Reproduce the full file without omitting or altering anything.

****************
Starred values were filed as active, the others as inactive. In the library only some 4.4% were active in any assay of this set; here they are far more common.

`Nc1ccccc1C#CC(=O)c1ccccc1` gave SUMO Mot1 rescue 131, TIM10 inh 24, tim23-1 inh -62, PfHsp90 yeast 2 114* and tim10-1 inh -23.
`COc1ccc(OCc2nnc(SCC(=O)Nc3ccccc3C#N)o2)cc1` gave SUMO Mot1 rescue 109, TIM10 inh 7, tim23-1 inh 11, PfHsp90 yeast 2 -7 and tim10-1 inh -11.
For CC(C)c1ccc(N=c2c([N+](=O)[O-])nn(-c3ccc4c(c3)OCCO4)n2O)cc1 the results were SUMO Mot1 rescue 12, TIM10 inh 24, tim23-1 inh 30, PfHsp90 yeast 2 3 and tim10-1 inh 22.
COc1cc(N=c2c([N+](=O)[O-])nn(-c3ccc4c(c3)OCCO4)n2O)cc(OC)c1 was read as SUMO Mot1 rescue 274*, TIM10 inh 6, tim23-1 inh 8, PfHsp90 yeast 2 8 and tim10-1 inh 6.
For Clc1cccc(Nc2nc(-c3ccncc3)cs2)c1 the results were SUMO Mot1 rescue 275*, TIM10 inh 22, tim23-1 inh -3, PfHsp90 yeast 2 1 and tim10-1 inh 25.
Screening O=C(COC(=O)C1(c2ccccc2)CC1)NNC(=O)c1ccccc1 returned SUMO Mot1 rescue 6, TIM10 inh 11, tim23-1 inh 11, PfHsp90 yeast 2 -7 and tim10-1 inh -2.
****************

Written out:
Starred values were filed as active, the others as inactive. In the library only some 4.4% were active in any assay of this set; here they are far more common.

`Nc1ccccc1C#CC(=O)c1ccccc1` gave SUMO Mot1 rescue 131, TIM10 inh 24, tim23-1 inh -62, PfHsp90 yeast 2 114* and tim10-1 inh -23.
`COc1ccc(OCc2nnc(SCC(=O)Nc3ccccc3C#N)o2)cc1` gave SUMO Mot1 rescue 109, TIM10 inh 7, tim23-1 inh 11, PfHsp90 yeast 2 -7 and tim10-1 inh -11.
For CC(C)c1ccc(N=c2c([N+](=O)[O-])nn(-c3ccc4c(c3)OCCO4)n2O)cc1 the results were SUMO Mot1 rescue 12, TIM10 inh 24, tim23-1 inh 30, PfHsp90 yeast 2 3 and tim10-1 inh 22.
COc1cc(N=c2c([N+](=O)[O-])nn(-c3ccc4c(c3)OCCO4)n2O)cc(OC)c1 was read as SUMO Mot1 rescue 274*, TIM10 inh 6, tim23-1 inh 8, PfHsp90 yeast 2 8 and tim10-1 inh 6.
For Clc1cccc(Nc2nc(-c3ccncc3)cs2)c1 the results were SUMO Mot1 rescue 275*, TIM10 inh 22, tim23-1 inh -3, PfHsp90 yeast 2 1 and tim10-1 inh 25.
Screening O=C(COC(=O)C1(c2ccccc2)CC1)NNC(=O)c1ccccc1 returned SUMO Mot1 rescue 6, TIM10 inh 11, tim23-1 inh 11, PfHsp90 yeast 2 -7 and tim10-1 inh -2.